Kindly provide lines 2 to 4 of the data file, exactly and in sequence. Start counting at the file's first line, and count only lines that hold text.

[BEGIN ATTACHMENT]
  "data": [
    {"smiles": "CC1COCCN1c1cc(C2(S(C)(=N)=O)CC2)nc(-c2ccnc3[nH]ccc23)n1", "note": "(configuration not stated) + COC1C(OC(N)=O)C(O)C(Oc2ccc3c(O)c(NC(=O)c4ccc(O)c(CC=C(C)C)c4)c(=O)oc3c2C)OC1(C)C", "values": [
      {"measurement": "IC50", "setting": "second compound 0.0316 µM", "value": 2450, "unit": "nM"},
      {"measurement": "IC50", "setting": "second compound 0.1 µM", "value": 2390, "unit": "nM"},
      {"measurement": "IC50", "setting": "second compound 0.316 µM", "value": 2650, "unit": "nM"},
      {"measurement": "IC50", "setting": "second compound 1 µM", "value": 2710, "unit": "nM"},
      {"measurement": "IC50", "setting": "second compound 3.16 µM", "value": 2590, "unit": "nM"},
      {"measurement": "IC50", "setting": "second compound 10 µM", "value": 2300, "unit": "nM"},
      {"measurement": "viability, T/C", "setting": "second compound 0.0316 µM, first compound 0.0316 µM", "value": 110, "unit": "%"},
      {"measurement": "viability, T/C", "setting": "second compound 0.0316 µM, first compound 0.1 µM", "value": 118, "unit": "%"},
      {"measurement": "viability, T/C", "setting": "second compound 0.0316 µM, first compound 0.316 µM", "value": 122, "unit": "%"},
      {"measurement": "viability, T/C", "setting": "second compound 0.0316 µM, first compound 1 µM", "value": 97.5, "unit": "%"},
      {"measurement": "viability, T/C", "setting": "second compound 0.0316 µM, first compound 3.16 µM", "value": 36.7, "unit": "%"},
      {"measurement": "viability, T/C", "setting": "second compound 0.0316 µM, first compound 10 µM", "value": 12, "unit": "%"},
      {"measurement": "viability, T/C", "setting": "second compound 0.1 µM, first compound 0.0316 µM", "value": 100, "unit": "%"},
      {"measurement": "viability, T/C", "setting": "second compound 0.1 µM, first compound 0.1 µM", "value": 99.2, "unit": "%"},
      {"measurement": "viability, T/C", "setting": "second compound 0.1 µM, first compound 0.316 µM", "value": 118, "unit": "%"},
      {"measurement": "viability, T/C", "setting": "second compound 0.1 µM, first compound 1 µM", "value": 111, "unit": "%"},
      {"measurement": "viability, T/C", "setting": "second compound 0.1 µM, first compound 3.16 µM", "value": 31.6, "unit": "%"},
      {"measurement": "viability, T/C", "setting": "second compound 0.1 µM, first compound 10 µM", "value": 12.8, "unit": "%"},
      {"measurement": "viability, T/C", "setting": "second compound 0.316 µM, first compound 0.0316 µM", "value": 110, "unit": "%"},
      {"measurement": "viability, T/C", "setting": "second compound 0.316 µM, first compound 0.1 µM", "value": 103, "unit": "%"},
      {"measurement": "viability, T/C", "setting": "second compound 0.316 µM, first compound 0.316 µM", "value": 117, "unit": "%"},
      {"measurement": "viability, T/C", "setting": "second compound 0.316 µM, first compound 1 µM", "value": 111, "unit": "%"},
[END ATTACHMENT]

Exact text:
    {"smiles": "CC1COCCN1c1cc(C2(S(C)(=N)=O)CC2)nc(-c2ccnc3[nH]ccc23)n1", "note": "(configuration not stated) + COC1C(OC(N)=O)C(O)C(Oc2ccc3c(O)c(NC(=O)c4ccc(O)c(CC=C(C)C)c4)c(=O)oc3c2C)OC1(C)C", "values": [
      {"measurement": "IC50", "setting": "second compound 0.0316 µM", "value": 2450, "unit": "nM"},
      {"measurement": "IC50", "setting": "second compound 0.1 µM", "value": 2390, "unit": "nM"},